Healthy Exercising Advice for New Mothers
In all honesty, as a new mother, you may find that exercising and getting back into shape fitness-wise is not the first thing on your mind. However, this doesn’t mean that figuring out how to become more physically active isn’t worthwhile. In fact, learning how to exercise regularly after you have given birth could be one of the best things that you can do for your body and well-being. Your body will be vulnerable however, which means that you need to be cautious about the steps you take.
Why it’s good for you
Regularly exercise for new mothers can:
- Improve your cardiovascular fitness levels
- Promote the ability to reach a healthier weight
- Restore the tone and strength of muscles
- Boost your levels of energy
- Improve your abdominal muscles
- Relieve stress
- Enhance your mood
- Help to promote recovery from and prevent postpartum depression
What’s more, ensuring that physical activity becomes a common part of your daily routine can help you to set a more positive example for your new child in the years to follow.
When to Get Started
In previous years, health care providers and medical experts have regularly suggested that women wait for a period of at least six weeks after they have given birth to start exercising. However, this may not be necessary. If you had an uncomplicated and natural delivery, you should find that it is safe to start exercising as soon as you feel capable. If you had a complicated birth or C-section, then you’ll need to talk to your doctor about when exercise can start safely.
Activities you can try
When you decide that you are ready to exercise, start with something that is both simple and low impact, such as going for a walk every day. Once your health care professional has confirmed that you are okay to go ahead with further exercise, you can also consider pelvic tilts or kegel exercises. Pelvic tilts can be done multiple times a day to help strengthen the muscles of your abdomen. Lie with your back to the floor and bend your knees slightly so that you can balance your feet properly against the floor. Then, tighten the muscles in your abdomen and raise your pelvis slightly, holding the position for ten seconds. Work up to twenty repetitions.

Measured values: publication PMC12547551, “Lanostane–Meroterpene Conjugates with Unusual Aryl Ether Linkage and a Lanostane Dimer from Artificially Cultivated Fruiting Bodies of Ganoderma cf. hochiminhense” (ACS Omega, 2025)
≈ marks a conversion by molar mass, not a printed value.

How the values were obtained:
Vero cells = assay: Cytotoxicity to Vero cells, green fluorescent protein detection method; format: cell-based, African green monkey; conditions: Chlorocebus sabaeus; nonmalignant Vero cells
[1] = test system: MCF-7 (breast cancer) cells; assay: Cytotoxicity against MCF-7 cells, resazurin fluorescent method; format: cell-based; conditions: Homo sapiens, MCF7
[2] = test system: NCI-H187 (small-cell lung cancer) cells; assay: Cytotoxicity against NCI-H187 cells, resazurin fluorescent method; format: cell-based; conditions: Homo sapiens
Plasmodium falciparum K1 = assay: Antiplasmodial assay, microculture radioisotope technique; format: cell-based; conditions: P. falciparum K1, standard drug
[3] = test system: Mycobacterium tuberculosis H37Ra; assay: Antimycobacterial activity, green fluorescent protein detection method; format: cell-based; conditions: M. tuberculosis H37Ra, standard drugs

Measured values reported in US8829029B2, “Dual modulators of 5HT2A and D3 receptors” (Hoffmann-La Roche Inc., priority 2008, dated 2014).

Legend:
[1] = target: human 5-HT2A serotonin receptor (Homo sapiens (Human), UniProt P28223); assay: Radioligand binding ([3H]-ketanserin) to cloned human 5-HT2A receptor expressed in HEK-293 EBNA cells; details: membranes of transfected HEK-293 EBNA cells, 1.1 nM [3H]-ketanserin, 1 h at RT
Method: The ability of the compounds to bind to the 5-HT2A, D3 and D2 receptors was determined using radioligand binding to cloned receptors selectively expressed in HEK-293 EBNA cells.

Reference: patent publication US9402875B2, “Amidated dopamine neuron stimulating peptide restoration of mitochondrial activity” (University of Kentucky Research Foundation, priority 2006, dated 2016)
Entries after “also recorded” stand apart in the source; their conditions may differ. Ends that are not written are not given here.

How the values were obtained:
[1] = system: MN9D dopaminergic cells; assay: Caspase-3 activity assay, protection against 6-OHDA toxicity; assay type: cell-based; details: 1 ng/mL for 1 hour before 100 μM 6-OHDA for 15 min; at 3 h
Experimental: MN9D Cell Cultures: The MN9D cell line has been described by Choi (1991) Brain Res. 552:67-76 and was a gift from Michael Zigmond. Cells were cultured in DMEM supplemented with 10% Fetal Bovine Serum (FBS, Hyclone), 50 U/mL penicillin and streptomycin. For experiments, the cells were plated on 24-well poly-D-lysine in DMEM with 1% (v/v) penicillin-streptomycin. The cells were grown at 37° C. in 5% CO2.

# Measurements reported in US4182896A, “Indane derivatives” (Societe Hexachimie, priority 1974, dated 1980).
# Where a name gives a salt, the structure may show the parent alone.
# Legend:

Kegel exercises, on the other hand, can be used to tone the muscles of your pelvic floor, which support your bladder, uterus, and small intestine. Contract the muscle that you use to control your flow of urine and hold that for up to ten seconds, then release for ten seconds between contractions. Aim for about three sets of ten repetitions every day.
Goals for Physical Activity
For most women who are healthy, the department of health would typically recommend around one hundred and fifty minutes of moderate-intensity activity every week. Preferably, this activity should be spread evenly throughout the week. However, to get the most out of your exercise regime, consider the following guidelines were possible:
- Always give yourself time to warm up and cool down from a workout.
- Drink plenty of fluids to keep yourself hydrated.
- Start off slowly and increase your pace gradually.
- Avoid becoming overly tired, and stop exercising if you find that you’re in pain.